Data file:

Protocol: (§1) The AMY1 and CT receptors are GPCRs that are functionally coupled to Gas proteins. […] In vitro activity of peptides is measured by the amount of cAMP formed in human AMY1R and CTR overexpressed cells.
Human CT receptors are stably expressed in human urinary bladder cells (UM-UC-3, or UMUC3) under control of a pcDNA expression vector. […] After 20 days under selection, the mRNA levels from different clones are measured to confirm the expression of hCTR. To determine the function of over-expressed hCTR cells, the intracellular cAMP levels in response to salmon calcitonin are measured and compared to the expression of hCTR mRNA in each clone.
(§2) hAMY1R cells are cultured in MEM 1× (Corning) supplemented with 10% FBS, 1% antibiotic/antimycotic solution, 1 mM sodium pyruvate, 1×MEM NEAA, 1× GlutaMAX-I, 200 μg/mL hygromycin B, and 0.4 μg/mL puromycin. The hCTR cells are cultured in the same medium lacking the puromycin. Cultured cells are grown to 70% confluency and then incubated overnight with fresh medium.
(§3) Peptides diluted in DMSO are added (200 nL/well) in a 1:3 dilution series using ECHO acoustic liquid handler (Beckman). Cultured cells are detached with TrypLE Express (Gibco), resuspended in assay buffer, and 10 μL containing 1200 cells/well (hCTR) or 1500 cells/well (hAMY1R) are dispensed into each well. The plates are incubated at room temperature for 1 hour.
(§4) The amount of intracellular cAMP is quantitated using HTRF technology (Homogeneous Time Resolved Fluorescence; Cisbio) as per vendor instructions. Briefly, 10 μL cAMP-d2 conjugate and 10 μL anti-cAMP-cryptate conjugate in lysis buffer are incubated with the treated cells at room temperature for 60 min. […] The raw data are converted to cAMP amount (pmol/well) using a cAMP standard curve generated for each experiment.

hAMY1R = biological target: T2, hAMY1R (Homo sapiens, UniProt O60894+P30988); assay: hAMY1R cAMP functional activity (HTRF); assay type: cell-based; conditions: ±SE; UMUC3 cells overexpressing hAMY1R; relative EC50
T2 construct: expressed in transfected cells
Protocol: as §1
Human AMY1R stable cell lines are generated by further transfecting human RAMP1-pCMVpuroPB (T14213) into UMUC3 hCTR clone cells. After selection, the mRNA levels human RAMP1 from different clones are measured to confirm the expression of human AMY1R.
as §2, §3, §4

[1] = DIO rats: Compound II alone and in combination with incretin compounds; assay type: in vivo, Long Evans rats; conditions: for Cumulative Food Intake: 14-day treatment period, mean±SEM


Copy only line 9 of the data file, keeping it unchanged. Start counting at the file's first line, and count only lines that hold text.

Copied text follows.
Human AMY1R stable cell lines are generated by further transfecting human RAMP1-pCMVpuroPB (T14213) into UMUC3 hCTR clone cells. After selection, the mRNA levels human RAMP1 from different clones are measured to confirm the expression of human AMY1R.